digging bar is an essential tool here.  When you are drilling a post hole in rocky ground and you get to the rocky part, you use the bar to loosen and pry the rocks from the ground. 

Shovel and/or Clam Shell Digger 

Taking your shovel or clamshell digger, remove the extra soil from the hole.  Take your digging bar and stab and pry at the hard ground and rocks to loosen them.   Your shovel and/or clam shell digger is used to remove extra soil and rocks from your post hole. 


Use your wheelbarrow to store and cart away extra dirt and any post hole rock you remove.  I save any extra soil and rock for later: it might have a use down the road. 

Root Slayer Shovel

A Root Slayer Shovel is a shovel, but it’s modified with a point blade and sharp edges on the side to really dig into the soil and break up roots.


Picks (otherwise known as mattocks) are manually operated and you can use elbow grease to dig in hard ground. Digging in any sort of ground with a pick is going to be super hard work.

I would use one to start a hole, or maybe if the going gets really tough. But I have no plans to dig an entire hole with a pick.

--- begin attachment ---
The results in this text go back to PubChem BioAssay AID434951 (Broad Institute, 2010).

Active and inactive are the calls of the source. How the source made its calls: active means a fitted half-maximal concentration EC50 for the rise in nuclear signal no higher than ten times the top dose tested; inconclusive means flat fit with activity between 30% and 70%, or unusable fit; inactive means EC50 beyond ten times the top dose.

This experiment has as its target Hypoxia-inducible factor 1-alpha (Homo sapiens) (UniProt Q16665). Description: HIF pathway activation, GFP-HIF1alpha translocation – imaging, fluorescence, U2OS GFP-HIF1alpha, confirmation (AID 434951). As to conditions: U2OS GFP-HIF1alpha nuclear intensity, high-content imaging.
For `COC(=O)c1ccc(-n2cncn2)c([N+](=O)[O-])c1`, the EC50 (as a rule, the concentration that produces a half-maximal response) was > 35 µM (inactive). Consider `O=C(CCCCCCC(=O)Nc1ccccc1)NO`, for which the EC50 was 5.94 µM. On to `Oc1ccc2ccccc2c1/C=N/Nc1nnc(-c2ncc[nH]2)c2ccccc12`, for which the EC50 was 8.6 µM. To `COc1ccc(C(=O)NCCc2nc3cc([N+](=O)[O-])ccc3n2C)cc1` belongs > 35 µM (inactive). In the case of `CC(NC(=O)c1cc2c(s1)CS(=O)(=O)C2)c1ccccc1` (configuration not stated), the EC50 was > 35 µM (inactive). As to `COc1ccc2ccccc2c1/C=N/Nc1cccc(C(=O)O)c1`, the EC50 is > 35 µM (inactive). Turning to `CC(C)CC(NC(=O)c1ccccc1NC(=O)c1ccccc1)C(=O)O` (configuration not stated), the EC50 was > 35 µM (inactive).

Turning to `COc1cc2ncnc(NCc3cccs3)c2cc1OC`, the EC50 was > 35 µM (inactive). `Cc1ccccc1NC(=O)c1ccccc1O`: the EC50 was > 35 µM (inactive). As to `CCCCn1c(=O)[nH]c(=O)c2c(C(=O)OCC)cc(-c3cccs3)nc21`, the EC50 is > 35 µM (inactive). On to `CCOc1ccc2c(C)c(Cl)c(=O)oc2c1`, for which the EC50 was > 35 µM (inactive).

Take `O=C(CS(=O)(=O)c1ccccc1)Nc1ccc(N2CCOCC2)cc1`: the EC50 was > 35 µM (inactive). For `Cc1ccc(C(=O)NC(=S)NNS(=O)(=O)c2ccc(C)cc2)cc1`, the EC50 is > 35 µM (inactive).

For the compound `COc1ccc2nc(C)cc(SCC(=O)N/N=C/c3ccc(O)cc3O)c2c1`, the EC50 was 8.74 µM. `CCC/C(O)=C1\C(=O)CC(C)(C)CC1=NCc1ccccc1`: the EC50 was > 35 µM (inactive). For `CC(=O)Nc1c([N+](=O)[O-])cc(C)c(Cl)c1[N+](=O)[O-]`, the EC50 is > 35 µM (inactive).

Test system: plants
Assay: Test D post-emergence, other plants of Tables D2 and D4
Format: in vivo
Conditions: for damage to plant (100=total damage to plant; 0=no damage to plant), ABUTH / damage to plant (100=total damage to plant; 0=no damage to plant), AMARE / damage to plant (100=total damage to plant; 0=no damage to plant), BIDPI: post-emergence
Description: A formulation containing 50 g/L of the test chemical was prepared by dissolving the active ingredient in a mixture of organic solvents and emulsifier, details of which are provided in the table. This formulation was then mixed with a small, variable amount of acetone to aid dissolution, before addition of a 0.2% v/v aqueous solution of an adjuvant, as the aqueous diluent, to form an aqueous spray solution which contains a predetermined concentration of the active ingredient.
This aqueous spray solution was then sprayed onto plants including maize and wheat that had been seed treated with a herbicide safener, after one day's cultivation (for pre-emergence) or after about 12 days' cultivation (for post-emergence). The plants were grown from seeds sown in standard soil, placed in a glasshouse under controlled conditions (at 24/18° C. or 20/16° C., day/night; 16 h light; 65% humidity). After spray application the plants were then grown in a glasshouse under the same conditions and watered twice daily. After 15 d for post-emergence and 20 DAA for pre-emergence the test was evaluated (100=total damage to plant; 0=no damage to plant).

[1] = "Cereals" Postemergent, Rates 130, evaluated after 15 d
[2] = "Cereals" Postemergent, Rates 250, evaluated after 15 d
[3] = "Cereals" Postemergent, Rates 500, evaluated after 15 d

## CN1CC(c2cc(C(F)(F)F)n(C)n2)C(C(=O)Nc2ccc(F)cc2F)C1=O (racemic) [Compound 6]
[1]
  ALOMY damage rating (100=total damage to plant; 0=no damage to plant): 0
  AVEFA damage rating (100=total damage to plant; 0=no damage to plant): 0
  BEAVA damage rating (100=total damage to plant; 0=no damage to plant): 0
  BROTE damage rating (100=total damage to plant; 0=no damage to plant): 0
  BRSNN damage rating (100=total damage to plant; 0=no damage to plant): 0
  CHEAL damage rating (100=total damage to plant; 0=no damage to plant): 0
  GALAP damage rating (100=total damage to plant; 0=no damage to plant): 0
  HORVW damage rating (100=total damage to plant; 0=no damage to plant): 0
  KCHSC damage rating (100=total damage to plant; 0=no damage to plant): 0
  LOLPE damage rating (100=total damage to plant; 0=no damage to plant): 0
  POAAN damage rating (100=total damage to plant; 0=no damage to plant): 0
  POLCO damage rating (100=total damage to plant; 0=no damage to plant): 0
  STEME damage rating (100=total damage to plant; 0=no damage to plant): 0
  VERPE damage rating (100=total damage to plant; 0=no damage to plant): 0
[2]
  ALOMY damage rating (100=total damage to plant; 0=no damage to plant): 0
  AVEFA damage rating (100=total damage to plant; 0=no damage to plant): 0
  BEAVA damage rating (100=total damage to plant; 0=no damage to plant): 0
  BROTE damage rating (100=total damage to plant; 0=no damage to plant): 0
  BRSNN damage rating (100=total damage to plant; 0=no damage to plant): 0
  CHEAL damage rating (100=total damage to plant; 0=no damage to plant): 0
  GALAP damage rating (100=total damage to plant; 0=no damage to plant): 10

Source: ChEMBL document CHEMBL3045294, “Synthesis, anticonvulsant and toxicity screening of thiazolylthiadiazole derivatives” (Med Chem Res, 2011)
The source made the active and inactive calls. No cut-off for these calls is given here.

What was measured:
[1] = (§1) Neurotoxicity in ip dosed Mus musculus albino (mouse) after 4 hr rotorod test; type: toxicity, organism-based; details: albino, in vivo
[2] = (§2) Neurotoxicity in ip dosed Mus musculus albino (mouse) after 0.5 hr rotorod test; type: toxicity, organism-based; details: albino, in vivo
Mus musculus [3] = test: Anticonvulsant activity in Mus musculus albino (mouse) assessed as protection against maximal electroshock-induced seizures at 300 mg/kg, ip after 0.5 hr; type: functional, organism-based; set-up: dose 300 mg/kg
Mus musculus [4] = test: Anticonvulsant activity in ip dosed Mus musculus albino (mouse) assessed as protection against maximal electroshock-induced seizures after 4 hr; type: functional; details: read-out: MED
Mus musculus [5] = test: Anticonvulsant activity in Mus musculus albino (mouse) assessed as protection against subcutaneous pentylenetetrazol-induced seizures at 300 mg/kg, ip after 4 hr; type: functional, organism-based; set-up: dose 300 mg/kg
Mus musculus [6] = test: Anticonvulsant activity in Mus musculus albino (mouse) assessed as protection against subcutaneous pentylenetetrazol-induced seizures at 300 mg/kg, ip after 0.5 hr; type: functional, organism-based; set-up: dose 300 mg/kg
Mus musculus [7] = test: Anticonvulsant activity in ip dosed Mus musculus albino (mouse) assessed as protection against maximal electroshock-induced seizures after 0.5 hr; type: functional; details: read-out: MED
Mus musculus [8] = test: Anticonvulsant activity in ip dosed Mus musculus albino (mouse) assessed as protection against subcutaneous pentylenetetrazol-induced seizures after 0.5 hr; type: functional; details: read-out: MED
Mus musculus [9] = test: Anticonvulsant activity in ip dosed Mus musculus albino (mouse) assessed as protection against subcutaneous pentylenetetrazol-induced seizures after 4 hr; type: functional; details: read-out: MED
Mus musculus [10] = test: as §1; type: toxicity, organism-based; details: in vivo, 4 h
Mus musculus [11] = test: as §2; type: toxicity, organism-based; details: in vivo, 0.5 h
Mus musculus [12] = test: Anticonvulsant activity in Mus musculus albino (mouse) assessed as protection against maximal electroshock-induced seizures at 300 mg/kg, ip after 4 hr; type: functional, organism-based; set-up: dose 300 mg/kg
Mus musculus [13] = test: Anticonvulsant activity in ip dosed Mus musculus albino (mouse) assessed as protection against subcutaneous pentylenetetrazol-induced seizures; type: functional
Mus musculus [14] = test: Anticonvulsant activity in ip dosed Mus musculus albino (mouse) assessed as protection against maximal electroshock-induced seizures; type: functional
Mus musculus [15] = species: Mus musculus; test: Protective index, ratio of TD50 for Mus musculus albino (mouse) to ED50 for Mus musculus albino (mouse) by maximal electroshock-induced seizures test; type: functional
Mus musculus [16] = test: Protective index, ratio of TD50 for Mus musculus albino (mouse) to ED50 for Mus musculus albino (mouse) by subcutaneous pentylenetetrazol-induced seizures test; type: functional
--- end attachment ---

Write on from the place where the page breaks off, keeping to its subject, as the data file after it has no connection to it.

Using a jack hammer to break up hard ground can save wear and tear on your body and save a ton of time.


Using a spade is almost like using a shovel, but its designed to slice through thick turf and soil for digging.

Trenching Spade

Trenching Spades are especially effective at digging post holes in rough soils due to the V angled head.

How Do You Dig Holes in Rocky Soil 

Using an auger in rocky soil means a lot of starting, stopping and removing rocks from each hole as you drill.  Digging post holes in rocky ground is not the best situation to be working in, but it might be your only choice. 

How do you dig holes in rocky ground? Follow our directions below to dig holes and footings in rocky soil and remove post hole rock. 

Using an Auger in Rocky Soil: How to Break Up Rock in a Post Hole 

Once you’ve started drilling, how do you know if you’ve hit a rock?  You know you’ve hit a rock if your auger stop rotating and/or starts bogging down and slowing while drilling.  Use your reverse function or pull your auger out of the hole and turn it off.  Dig out any loose dirt that is in your hole.